I’m reading a fascinating book, Outsmart Your Cancer, that summaries dozens of “alternative” cancer treatments, some of which I’ve heard of (e.g. laetrile, Mexican cancer clinics), and many that were new to me. When you veer off the well-worn path of the “mainstream” medicine you’ll get from your local hospital, you are on shaky ground, easy prey for money-grubbing quacks and hucksters. I don’t know to what degree some of these therapies fit that bill (Quackwatch doesn’t think much of anything in this book), but I thought it was interesting for several reasons:
- People in desperate medical situations are often much more open-minded than the rest of us are. What, literally, do they have to lose?
- I don’t understand why the FDA or other regulatory bodies need to be involved with diseases that conventional medicine finds incurable (which is the case for many early-stage and probably most late-stage cancers). If the patient has nothing to lose, it seems to me it would be far better to encourage more experimentation, and have the FDA just keep score, to ensure that if an alternative treatment shows promise, at least we can have good record-keeping on who tried it and the results.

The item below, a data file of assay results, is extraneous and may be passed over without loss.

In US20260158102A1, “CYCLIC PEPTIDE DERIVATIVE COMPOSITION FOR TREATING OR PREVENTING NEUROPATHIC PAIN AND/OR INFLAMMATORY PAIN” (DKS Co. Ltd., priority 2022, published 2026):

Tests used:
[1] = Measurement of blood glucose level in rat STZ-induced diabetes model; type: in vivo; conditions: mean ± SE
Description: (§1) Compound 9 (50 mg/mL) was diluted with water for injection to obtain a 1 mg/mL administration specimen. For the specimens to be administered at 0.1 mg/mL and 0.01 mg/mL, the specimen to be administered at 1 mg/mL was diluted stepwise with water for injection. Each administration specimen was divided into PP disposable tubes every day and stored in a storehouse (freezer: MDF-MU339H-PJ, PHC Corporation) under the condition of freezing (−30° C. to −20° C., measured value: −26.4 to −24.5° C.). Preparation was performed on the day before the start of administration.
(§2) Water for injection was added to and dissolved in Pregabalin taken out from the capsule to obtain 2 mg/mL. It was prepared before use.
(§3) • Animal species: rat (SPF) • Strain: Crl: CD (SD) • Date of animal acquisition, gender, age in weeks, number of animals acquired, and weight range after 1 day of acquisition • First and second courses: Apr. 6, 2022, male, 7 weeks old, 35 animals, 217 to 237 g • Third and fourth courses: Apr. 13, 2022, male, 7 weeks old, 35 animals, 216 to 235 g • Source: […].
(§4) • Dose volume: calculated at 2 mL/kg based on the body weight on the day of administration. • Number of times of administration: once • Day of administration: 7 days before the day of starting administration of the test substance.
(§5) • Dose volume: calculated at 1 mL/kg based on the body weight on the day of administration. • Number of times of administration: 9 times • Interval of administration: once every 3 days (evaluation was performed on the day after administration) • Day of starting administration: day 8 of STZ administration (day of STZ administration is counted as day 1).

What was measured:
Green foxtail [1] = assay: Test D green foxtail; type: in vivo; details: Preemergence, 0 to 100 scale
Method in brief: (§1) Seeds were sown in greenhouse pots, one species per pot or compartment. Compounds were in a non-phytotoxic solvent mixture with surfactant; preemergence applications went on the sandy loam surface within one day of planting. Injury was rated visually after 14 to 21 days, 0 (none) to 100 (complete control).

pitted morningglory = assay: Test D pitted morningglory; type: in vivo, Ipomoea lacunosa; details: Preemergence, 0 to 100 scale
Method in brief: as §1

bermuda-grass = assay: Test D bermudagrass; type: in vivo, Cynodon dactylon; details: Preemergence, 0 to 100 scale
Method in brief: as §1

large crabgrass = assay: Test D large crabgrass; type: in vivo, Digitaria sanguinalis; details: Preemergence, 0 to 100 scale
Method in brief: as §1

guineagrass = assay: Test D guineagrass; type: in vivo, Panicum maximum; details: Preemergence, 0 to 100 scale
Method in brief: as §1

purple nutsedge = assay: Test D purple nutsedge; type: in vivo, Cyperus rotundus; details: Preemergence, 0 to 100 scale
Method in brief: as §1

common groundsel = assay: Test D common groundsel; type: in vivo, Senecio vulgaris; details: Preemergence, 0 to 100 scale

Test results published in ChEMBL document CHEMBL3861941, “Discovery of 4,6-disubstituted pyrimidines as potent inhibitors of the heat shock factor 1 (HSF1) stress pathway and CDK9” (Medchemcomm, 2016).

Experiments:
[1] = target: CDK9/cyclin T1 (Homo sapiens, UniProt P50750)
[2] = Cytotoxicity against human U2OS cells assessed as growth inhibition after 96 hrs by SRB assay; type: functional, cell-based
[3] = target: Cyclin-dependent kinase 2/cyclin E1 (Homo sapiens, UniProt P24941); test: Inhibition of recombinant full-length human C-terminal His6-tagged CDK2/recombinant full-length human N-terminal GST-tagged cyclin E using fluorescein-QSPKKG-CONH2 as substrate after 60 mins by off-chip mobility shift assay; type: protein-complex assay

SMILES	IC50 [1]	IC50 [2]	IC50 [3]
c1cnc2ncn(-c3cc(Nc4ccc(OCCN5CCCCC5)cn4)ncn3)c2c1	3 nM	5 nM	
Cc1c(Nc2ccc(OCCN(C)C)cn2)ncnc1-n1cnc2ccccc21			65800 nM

- Some of the far-out approaches (the Rife Machine, 714X) rely on a micro-organism explanation for cancer. Since I’m intrigued by Paul Ewald's idea that cancer is an infection, I’d like to understand more about what happened with these various explanations.
So much of modern medicine is driven by top-down methods: big, expensive trials and therapies organized by large pharmaceutical companies, regulated by large bureaucracies, it makes me wonder what might have happened if medicine were much more of a free-for-all, where various cancer treatments really competed with one another purely on efficacy. No doubt, a lot of money would be wasted on charlatans, but if your mainstream doctor can’t cure you either, why is that a big deal?